Distancing from wandering thoughts as in giving less time and attention to them makes sense to me. What isn't reinforced by attention is likely to diminish. The problem for me is that it is much easier said than done, especially at 3 am a couple times per week, when my wandering thoughts are most active and loud and most resistant to being ignored. I've utilized various methods to distance and quiet, most of which bring some success sometimes. I have only limited success even with meditation or meditation oriented efforts during those wee hours of the morning. I find what works best for me is no or minimal eating or drinking for a couple hours before going to bed. Wandering thoughts are sometimes also a problem when I read, and the wandering thoughts interfere with my comprehension. What works best for me is taking care of whatever business before reading and/or finding a very quiet and even private reading place. It occurs to me that I don't often have difficulty with single-pointed placement of my mind; I have more problem with unpointed placement of my mind, that is, simply being without any single-pointed focus and without attention to wandering thoughts. Those are my most satisfying moments.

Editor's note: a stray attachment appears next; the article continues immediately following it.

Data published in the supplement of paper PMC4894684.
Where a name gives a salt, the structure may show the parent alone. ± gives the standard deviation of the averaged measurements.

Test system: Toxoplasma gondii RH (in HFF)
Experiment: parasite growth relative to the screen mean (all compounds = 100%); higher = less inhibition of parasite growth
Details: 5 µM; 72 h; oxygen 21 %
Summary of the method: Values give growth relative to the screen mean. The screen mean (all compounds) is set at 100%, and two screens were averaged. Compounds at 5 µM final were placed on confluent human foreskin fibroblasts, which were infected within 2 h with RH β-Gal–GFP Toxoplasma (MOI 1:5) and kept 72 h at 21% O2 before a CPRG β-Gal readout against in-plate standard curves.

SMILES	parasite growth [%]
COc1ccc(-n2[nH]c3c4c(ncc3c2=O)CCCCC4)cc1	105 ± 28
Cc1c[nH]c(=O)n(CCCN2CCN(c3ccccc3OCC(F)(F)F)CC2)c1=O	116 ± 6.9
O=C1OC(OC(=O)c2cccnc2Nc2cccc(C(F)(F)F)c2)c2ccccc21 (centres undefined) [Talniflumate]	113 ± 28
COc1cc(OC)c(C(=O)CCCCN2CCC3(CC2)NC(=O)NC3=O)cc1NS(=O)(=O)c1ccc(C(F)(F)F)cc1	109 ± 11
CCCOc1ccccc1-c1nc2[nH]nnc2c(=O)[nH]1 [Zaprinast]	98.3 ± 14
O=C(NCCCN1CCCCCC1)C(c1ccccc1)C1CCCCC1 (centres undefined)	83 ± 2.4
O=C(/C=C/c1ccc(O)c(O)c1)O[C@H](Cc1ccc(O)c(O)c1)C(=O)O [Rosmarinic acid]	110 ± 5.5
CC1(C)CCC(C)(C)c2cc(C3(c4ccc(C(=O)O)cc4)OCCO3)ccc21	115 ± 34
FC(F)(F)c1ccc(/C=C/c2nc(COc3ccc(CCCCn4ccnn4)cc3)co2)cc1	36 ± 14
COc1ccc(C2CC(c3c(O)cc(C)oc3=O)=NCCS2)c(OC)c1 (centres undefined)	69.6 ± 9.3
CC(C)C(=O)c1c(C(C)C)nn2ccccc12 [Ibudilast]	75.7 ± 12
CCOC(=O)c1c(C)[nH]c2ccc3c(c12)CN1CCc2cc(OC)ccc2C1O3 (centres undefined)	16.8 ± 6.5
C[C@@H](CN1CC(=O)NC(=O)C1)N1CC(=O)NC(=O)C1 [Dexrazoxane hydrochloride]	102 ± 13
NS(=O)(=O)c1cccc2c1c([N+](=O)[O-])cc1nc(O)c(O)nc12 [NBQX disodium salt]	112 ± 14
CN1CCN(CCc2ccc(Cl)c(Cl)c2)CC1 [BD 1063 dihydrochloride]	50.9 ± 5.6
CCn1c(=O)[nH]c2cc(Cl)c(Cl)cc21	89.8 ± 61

On Apr 29, 2014Syd wrote :
David, a few weeks back you wrote, “Meditation is gently relaxing into awareness.” The depth of your words described meditation perfectly for me. I wrote your words down because your explanation was simple and to the point. Your internal logic appears to transcend rational thought and appears to be your ability to observe. Your observation is with clarity. Your clarity has helped to provide a key to understand the whole for me. I want to say thank you for your observations and thank you for your open mind to observe life.
On Apr 29, 2014david doane wrote :
Syd -- I sure appreciate your kind words. Thank you. David